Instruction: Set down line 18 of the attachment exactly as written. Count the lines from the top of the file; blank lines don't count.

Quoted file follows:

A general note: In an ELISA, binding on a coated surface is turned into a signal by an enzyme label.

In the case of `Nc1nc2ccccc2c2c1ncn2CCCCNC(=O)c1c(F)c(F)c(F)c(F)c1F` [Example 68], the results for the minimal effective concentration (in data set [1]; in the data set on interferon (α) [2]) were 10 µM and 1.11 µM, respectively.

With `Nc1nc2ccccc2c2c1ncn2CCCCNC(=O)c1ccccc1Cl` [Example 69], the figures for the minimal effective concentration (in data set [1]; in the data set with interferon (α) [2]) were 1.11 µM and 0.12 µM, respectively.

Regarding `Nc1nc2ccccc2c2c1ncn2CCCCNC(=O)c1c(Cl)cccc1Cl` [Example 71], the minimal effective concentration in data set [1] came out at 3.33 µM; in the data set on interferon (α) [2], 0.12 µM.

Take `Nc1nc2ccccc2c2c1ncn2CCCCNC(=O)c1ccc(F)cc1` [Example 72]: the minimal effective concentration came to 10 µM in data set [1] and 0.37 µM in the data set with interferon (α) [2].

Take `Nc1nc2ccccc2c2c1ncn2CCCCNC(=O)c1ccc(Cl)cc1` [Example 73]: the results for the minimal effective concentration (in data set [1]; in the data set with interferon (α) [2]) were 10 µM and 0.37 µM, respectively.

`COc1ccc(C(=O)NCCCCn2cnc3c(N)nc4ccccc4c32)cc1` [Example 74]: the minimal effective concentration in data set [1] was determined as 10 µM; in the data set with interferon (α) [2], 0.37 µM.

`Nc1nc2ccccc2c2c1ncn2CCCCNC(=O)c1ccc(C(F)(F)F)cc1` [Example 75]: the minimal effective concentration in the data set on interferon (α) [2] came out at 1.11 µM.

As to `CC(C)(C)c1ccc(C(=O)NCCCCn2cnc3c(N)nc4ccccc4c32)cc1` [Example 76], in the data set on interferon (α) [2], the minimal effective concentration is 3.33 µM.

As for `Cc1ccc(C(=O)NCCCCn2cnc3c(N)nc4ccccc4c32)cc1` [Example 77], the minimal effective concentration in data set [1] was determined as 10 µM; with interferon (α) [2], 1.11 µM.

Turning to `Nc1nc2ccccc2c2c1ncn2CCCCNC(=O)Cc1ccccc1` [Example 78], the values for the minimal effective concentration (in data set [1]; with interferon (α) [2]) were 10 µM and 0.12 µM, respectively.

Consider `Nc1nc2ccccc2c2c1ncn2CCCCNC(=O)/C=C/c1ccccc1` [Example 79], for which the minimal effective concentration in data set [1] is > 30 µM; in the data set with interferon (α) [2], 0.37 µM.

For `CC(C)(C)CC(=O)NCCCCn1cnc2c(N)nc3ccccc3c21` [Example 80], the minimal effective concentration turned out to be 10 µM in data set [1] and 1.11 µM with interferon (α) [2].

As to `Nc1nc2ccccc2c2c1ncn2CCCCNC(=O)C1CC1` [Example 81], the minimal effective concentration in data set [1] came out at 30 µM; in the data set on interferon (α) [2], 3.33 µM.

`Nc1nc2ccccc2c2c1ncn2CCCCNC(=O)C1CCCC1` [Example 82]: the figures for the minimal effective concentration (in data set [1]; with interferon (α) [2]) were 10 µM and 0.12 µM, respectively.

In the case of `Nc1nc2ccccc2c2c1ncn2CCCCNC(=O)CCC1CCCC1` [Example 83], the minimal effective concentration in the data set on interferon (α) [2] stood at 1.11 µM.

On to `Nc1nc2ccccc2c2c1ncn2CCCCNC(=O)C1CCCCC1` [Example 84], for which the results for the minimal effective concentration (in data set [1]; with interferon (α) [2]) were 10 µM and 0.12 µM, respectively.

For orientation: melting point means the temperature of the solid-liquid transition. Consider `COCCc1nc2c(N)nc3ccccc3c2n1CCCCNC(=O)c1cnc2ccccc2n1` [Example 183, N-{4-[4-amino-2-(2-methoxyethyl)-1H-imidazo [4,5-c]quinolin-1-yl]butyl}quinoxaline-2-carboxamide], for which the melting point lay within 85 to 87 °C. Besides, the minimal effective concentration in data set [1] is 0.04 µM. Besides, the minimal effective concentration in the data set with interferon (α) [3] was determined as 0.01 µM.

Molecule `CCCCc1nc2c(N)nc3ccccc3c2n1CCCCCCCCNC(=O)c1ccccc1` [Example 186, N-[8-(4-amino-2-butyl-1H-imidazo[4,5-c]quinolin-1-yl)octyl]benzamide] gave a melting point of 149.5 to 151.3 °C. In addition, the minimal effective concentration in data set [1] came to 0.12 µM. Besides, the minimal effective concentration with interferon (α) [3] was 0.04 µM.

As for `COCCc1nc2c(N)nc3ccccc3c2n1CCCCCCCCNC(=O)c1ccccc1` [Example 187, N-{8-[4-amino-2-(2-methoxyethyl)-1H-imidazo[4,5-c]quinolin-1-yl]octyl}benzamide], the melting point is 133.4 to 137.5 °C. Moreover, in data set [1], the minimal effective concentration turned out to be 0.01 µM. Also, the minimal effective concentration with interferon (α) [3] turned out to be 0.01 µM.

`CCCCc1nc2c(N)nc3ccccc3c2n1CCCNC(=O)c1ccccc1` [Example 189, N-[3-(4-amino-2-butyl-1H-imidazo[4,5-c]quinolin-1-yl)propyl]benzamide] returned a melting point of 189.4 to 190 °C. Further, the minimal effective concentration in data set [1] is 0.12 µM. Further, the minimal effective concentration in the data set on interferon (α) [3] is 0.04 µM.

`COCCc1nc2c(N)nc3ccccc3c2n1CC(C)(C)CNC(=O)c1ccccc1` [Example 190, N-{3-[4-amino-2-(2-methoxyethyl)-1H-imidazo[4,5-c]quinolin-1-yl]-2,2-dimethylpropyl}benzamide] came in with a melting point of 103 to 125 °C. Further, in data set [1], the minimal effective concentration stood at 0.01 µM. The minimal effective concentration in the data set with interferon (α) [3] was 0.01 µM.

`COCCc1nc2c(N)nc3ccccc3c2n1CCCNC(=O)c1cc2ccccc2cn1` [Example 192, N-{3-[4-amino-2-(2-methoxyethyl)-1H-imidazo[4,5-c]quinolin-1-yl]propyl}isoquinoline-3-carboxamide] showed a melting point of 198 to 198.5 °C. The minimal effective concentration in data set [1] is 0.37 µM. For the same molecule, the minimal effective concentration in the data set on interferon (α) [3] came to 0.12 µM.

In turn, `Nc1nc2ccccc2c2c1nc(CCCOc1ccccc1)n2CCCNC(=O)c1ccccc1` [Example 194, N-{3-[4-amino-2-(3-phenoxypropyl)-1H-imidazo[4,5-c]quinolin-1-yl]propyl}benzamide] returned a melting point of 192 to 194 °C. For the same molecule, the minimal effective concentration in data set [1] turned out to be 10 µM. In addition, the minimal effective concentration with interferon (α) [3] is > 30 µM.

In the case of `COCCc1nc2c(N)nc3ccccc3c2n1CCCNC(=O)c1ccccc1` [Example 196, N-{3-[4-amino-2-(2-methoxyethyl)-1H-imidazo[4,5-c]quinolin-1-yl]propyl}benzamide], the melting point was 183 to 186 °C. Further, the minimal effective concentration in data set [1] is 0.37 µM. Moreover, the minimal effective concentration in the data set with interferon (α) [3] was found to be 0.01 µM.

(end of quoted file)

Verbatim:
For orientation: melting point means the temperature of the solid-liquid transition. Consider `COCCc1nc2c(N)nc3ccccc3c2n1CCCCNC(=O)c1cnc2ccccc2n1` [Example 183, N-{4-[4-amino-2-(2-methoxyethyl)-1H-imidazo [4,5-c]quinolin-1-yl]butyl}quinoxaline-2-carboxamide], for which the melting point lay within 85 to 87 °C. Besides, the minimal effective concentration in data set [1] is 0.04 µM. Besides, the minimal effective concentration in the data set with interferon (α) [3] was determined as 0.01 µM.